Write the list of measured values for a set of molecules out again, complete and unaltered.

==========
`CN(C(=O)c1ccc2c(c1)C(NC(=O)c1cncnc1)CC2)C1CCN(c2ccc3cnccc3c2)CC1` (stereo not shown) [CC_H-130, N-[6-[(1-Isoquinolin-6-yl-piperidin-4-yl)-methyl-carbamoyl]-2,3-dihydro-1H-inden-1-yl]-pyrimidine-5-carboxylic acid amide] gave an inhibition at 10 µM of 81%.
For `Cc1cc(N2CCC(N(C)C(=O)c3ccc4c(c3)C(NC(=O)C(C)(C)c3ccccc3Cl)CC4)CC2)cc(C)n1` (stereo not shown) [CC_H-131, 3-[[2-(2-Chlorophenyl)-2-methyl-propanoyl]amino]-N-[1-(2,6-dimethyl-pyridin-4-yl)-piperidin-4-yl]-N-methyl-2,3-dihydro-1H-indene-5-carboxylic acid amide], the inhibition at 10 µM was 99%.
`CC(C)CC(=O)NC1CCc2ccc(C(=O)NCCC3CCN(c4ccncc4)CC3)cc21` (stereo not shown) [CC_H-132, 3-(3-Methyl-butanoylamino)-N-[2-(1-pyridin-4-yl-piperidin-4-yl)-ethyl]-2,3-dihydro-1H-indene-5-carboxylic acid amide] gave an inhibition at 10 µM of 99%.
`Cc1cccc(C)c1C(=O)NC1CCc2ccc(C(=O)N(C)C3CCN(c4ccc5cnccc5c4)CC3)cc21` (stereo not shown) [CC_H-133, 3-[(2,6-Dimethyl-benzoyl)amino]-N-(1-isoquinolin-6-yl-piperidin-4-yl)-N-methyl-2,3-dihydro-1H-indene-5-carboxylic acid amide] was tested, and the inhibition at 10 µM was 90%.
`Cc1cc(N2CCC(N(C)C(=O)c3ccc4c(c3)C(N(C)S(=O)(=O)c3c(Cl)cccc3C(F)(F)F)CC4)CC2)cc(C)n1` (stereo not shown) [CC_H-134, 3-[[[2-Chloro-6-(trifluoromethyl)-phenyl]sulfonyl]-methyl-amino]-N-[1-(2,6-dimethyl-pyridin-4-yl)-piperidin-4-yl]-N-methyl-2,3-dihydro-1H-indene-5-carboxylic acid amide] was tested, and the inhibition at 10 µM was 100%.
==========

`CN(C(=O)c1ccc2c(c1)C(NC(=O)c1cncnc1)CC2)C1CCN(c2ccc3cnccc3c2)CC1` (stereo not shown) [CC_H-130, N-[6-[(1-Isoquinolin-6-yl-piperidin-4-yl)-methyl-carbamoyl]-2,3-dihydro-1H-inden-1-yl]-pyrimidine-5-carboxylic acid amide] gave an inhibition at 10 µM of 81%.
For `Cc1cc(N2CCC(N(C)C(=O)c3ccc4c(c3)C(NC(=O)C(C)(C)c3ccccc3Cl)CC4)CC2)cc(C)n1` (stereo not shown) [CC_H-131, 3-[[2-(2-Chlorophenyl)-2-methyl-propanoyl]amino]-N-[1-(2,6-dimethyl-pyridin-4-yl)-piperidin-4-yl]-N-methyl-2,3-dihydro-1H-indene-5-carboxylic acid amide], the inhibition at 10 µM was 99%.
`CC(C)CC(=O)NC1CCc2ccc(C(=O)NCCC3CCN(c4ccncc4)CC3)cc21` (stereo not shown) [CC_H-132, 3-(3-Methyl-butanoylamino)-N-[2-(1-pyridin-4-yl-piperidin-4-yl)-ethyl]-2,3-dihydro-1H-indene-5-carboxylic acid amide] gave an inhibition at 10 µM of 99%.
`Cc1cccc(C)c1C(=O)NC1CCc2ccc(C(=O)N(C)C3CCN(c4ccc5cnccc5c4)CC3)cc21` (stereo not shown) [CC_H-133, 3-[(2,6-Dimethyl-benzoyl)amino]-N-(1-isoquinolin-6-yl-piperidin-4-yl)-N-methyl-2,3-dihydro-1H-indene-5-carboxylic acid amide] was tested, and the inhibition at 10 µM was 90%.
`Cc1cc(N2CCC(N(C)C(=O)c3ccc4c(c3)C(N(C)S(=O)(=O)c3c(Cl)cccc3C(F)(F)F)CC4)CC2)cc(C)n1` (stereo not shown) [CC_H-134, 3-[[[2-Chloro-6-(trifluoromethyl)-phenyl]sulfonyl]-methyl-amino]-N-[1-(2,6-dimethyl-pyridin-4-yl)-piperidin-4-yl]-N-methyl-2,3-dihydro-1H-indene-5-carboxylic acid amide] was tested, and the inhibition at 10 µM was 100%.